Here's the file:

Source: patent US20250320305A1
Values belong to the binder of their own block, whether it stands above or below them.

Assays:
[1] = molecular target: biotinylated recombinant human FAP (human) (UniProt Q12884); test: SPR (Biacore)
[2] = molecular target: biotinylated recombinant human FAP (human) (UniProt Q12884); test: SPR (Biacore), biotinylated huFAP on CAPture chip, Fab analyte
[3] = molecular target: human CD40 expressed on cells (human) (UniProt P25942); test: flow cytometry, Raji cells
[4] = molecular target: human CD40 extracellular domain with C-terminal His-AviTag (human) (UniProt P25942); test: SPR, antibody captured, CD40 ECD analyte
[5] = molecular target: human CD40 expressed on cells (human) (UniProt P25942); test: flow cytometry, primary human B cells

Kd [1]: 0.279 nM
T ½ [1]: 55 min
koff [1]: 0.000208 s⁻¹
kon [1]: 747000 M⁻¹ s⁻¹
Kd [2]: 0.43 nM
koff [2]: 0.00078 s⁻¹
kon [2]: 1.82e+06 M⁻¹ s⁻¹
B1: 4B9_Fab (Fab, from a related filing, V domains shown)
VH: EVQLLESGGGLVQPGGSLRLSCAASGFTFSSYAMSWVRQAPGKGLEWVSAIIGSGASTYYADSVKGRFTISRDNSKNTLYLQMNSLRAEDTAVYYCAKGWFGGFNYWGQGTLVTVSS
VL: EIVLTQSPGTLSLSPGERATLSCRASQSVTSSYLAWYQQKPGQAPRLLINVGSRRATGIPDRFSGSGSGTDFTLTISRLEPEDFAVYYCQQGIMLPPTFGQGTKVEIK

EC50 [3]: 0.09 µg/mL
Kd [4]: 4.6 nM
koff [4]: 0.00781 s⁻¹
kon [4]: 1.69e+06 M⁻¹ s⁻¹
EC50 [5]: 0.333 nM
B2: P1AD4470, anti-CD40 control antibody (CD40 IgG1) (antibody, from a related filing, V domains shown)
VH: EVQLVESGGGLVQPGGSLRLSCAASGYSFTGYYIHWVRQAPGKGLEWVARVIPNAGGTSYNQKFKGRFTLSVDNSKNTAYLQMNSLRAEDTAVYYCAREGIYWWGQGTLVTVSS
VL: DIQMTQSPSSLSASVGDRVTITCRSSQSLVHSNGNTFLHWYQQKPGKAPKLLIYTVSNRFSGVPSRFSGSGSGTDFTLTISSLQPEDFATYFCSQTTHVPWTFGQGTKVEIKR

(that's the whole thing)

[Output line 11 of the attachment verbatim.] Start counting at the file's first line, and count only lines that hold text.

koff [1]: 0.000208 s⁻¹